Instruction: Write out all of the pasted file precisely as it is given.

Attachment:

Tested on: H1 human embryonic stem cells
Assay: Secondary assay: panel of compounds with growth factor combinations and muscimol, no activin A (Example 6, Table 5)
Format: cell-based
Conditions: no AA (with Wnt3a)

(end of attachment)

Tested on: H1 human embryonic stem cells
Assay: Secondary assay: panel of compounds with growth factor combinations and muscimol, no activin A (Example 6, Table 5)
Format: cell-based
Conditions: no AA (with Wnt3a)